I’ve always kind of bristled at the phrase It takes a village to (fill in the blank) . But sometimes, it does. Before my novel was published I heard so many authors say something like “much of the work happens after the book is published because then you have to market…” and I’d stand there and smile with the phrase to market to market to buy a fat pig, running through my brain because the word market didn’t have much meaning.
Here’s how I define it, what I’ve whittled it down to, at least with books: There are lots of books out there and you want yours to stand out. So many books from all sorts of authors vying for attention—from traditional publishers, to small indie publishers (like mine) to self-published books—and this crazy little thing called marketing can all start feeling impossibly overwhelming. On the one hand, you have to let people know about your book! On the other hand, you don’t want to come across as obnoxious because no one likes it when anyone jumps up and down waving their hands saying, “Look at me look at me look at me!” But in essence, sort of, that’s what marketing is. Except quieter. More savvy and less obnoxious, hopefully. The key is, you want to meet a need. You want to provide a service. But fiction? You may ask. Does fiction really meet a need? Provide a service? Oh hold me back it does. A good story has the ability to provide connection, illumination, and self-reflection. It can teach, restore, encourage, challenge, and deliver hard to digest truths in easy to swallow pieces. Plus, beside all that, it entertains. And that is most definitely a service.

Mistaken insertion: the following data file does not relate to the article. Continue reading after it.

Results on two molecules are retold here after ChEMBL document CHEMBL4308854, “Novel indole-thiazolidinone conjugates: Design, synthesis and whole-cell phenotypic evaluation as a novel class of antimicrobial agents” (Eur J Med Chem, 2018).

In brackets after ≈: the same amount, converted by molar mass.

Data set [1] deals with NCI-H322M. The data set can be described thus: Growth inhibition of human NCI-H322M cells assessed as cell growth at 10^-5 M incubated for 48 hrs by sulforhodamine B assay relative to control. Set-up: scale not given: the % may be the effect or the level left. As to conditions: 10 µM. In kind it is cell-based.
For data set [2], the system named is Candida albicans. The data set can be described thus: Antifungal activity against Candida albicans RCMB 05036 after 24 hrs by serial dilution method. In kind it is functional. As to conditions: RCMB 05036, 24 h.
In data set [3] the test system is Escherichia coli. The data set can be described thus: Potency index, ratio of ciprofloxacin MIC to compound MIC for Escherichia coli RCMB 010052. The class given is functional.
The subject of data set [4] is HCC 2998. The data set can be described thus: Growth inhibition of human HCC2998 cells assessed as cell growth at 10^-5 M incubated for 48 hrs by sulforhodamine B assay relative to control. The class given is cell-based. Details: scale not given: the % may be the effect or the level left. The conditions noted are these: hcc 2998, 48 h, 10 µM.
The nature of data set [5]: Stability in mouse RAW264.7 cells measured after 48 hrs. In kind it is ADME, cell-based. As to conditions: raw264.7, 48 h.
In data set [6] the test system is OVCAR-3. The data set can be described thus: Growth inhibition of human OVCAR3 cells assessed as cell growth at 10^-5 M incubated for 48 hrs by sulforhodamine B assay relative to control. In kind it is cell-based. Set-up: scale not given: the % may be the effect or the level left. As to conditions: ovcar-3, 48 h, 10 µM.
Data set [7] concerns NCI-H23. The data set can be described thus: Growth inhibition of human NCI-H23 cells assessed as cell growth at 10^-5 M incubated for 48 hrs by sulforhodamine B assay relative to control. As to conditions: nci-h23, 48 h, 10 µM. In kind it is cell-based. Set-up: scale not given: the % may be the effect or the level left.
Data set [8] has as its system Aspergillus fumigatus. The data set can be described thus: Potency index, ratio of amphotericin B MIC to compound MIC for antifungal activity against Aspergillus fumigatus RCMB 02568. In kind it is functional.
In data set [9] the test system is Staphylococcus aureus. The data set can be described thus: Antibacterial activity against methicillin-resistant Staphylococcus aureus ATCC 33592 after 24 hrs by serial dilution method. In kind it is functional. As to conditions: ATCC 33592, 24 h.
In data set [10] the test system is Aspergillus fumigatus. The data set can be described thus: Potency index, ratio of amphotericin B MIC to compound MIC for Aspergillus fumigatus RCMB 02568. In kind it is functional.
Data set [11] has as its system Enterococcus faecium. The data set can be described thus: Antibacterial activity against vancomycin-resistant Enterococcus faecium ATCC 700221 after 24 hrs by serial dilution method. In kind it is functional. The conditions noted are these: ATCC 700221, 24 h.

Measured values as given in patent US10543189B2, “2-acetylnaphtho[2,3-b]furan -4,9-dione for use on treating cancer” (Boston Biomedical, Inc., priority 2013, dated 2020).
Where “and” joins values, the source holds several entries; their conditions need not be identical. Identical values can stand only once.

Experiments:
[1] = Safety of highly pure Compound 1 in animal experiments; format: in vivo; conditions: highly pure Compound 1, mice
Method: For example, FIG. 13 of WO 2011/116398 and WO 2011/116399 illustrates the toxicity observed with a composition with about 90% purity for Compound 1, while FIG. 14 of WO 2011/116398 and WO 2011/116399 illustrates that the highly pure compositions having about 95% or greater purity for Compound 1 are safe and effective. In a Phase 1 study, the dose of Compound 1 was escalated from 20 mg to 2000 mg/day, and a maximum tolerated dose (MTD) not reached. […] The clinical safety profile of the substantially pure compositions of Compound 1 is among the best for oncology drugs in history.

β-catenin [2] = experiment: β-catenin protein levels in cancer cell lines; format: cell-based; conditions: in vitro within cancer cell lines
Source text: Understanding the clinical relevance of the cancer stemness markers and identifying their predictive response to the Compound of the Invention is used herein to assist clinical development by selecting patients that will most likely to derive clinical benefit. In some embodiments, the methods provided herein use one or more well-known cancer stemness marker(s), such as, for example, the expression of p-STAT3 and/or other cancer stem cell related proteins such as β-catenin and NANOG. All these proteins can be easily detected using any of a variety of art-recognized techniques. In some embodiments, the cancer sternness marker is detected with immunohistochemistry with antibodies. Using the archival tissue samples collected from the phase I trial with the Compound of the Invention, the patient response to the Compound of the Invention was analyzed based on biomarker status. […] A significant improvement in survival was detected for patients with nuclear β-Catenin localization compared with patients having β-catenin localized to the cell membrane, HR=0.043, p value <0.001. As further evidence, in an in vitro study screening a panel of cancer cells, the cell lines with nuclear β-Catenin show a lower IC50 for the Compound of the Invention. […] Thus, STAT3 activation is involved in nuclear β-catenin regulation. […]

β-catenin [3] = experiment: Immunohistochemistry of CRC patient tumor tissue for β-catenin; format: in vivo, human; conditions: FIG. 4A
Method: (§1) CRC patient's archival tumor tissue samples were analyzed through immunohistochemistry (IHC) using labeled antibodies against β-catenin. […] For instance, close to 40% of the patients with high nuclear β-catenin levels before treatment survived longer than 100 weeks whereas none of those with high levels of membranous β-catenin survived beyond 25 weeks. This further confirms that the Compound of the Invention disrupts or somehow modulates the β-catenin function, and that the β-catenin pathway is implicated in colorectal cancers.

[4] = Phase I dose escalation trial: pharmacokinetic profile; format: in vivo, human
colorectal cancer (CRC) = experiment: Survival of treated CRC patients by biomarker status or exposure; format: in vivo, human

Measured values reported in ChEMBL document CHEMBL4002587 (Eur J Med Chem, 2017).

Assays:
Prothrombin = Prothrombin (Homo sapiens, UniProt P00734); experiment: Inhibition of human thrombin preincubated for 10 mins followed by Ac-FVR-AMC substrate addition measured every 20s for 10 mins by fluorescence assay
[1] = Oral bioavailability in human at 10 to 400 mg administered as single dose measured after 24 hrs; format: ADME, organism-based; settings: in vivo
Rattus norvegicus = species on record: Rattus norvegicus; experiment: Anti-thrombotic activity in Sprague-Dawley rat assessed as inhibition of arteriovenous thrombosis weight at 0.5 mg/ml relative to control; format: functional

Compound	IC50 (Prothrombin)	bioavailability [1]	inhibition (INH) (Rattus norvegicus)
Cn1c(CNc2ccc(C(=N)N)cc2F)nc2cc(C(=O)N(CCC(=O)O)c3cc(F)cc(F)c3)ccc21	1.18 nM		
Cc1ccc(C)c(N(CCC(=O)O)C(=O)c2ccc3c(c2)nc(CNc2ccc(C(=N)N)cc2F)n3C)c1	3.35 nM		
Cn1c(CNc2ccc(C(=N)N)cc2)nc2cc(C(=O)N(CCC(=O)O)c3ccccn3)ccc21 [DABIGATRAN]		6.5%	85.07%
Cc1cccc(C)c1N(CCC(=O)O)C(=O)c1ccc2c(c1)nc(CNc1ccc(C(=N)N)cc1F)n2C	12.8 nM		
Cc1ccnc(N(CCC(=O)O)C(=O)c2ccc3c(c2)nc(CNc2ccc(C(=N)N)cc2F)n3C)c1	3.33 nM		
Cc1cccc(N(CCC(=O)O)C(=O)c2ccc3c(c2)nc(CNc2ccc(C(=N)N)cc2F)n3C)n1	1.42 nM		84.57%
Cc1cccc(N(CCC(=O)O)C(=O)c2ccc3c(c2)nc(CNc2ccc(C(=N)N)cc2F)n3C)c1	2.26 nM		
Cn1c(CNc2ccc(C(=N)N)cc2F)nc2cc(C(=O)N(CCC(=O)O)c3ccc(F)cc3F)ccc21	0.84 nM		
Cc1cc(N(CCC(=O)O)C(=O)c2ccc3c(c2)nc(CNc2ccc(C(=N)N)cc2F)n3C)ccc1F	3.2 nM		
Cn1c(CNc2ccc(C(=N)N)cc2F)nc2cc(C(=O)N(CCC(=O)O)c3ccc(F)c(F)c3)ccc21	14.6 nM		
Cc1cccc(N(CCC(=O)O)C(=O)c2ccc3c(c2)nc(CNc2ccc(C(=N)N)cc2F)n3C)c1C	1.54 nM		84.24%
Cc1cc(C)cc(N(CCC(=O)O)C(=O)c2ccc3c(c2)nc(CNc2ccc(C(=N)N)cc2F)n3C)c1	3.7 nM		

Good stories are told, (or written) and then shared. It does take a village to market (share) a book. In my marketing village, my husband is chief. I’d be nowhere without the chops of my media savvy, marketing husband who takes my half-baked ideas like, “I want the video to look all glowy” and makes it all work.
And I’m thankful for you, my readers, for reading and sharing. Thank you for being such a lovely village.
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